ENGLEWOOD, Colo. — From general manager George Paton to coach Vic Fangio and on down, the Denver Broncos say they don’t hear the clock ticking on their quarterback decision. Eventually the calendar will demand they make one, though.
Drew Lock and Teddy Bridgewater have been in the swirl of a competition since Bridgewater’s arrival in April. They have traded good days, bad days, touchdowns, turnovers, mistakes and plenty of the-decision-is-not-up-to-me missives along the way. But August is rolling along and September is on the horizon.
“We don’t have a time frame,” Paton said last week. “… We just want to let it happen organically. It is Vic’s call. I’m a sounding board for him as are the coaches as are the scouts. We really like the competition. We’ve got a hell of a competition going on right now.”
The Broncos have two preseason games and 26 days until the regular-season opener against the New York Giants. This past Saturday, Lock and Bridgewater continued to keep the competition close. Each carved up a mostly-reserve defense from the Minnesota Vikings in the first preseason game. Lock passed for 151 yards and two touchdowns, Bridgewater 74 yards and a touchdown.
Together they had three incompletions, three touchdowns and 225 combined passing yards in a combined 37 snaps — 20 for Lock, 17 for Bridgewater. Fangio said simply: “I don’t think any separation happened … in this game, if anybody’s looking for it.”
Fangio said early on in training camp each of the quarterbacks would get a preseason start, which set the decision clock to after the second preseason game at the earliest. Lock got his start against the Vikings and Bridgewater will get his Saturday in Seattle against the Seahawks.
Then? Fangio could simply name a starter in the days following the Seahawks game, let Brett Rypien start the third preseason game and start to use practice periods and walk-throughs on the Giants to close out the preseason.
Or he could let Lock and Bridgewater battle it out in the final preseason game and, if it still looks fairly even, simply make the gives-us-the-best-chance-to-win choice. The last two times the Broncos did the quarterback dance, in their 2017 and 2018 training camps, they named the starter Aug. 29 and Aug. 21, respectively.
In 2017 Gary Kubiak waited longer to name the starter than Vance Joseph did in 2018 because the competition was much closer in ’17.
“I want it to be a hard decision,” Fangio said, “not an easy one.”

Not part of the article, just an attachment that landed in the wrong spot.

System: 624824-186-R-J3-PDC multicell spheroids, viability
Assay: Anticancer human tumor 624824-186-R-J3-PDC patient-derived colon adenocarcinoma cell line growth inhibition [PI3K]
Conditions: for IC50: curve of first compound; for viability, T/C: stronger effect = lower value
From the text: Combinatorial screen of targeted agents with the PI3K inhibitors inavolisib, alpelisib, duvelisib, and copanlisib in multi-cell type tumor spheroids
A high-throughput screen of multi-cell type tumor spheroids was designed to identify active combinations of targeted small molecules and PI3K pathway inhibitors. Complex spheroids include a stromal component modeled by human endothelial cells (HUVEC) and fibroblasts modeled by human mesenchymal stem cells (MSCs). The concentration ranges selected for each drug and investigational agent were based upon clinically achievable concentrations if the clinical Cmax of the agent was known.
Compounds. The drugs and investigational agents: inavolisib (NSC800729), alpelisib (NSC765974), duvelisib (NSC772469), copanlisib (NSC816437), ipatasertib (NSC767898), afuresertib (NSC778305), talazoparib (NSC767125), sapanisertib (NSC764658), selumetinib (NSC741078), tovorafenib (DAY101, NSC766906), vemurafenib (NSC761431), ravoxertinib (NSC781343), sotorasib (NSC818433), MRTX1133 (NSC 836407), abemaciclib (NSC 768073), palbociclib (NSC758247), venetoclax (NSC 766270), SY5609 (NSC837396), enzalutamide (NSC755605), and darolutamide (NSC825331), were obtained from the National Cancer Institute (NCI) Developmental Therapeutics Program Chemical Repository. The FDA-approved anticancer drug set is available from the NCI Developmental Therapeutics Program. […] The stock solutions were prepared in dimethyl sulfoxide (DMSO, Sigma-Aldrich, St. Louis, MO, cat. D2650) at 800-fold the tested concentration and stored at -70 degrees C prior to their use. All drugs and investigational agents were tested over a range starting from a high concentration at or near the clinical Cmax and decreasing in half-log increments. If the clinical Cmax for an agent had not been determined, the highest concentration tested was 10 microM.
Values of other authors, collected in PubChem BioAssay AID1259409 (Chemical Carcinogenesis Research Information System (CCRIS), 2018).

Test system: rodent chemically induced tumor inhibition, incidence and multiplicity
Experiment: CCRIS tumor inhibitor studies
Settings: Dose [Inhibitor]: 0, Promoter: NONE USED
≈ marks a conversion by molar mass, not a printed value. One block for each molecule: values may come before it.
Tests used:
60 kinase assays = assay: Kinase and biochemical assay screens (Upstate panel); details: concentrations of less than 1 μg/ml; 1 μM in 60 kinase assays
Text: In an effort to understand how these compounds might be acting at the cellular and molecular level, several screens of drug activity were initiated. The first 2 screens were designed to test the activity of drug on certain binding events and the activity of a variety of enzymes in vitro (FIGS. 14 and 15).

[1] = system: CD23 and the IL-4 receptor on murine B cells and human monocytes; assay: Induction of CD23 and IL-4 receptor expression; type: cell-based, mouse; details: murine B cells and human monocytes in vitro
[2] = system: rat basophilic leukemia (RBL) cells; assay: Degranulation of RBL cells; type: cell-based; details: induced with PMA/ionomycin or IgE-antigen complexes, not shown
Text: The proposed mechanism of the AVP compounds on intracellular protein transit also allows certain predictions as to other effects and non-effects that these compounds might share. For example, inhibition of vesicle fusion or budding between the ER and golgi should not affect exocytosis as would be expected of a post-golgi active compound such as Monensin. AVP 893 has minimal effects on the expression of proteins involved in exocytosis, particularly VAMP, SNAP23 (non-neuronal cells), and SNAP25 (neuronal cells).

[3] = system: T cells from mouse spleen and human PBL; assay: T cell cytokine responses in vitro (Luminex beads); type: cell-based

Fangio, to this point, has said naming a starter sooner would have its advantages. It would allow that quarterback to get to work on the regular season and get far more of the snaps in practice. And the rest of the team could stop having to answer QB questions.
But Fangio has been quick to add he would be willing to take the decision, at least publicly, into the first week of the regular season — “if it’s so close that we can’t make a call and it stretches into the first week of preparation, then I’ll probably be playing games with you all week during that first game week as to who the starter is,” is how he put it when training camp opened.
That doesn’t mean the Broncos couldn’t be working with the “real” starter behind center in closed portions of practice, but it would mean getting a long list of players and coaches not to say anything, a rather needless exercise that would not result in any actual touchdowns against the Giants.
“I’m confident,” Paton said. “I like our two quarterbacks. They embrace competition. I think both of those guys are winning quarterbacks. … Hopefully we’re better around them and hopefully it will pay off.”
For their part, Lock and Bridgewater have maintained perspective to this point. They talk after plays in practice, sat together on the bench in Minnesota and have publicly shown patience with a quality working relationship as they split the duties. Paton said this past April one of the reasons he made the trade for Bridgewater was the veteran’s willingness to help his teammates regardless of whether he was the starter or not.
“We’re making this team a better football team,” Bridgewater said. “In our room we’re trying to do the best we can, and just take this team to another level. Whether it’s Drew out there and I’m supporting him or if I’m out there and he’s supporting me. The team is behind both of us. Even when [Rypien] was out there he’s out there letting it rip. And we’re all behind each other.
“We just want to win football games.”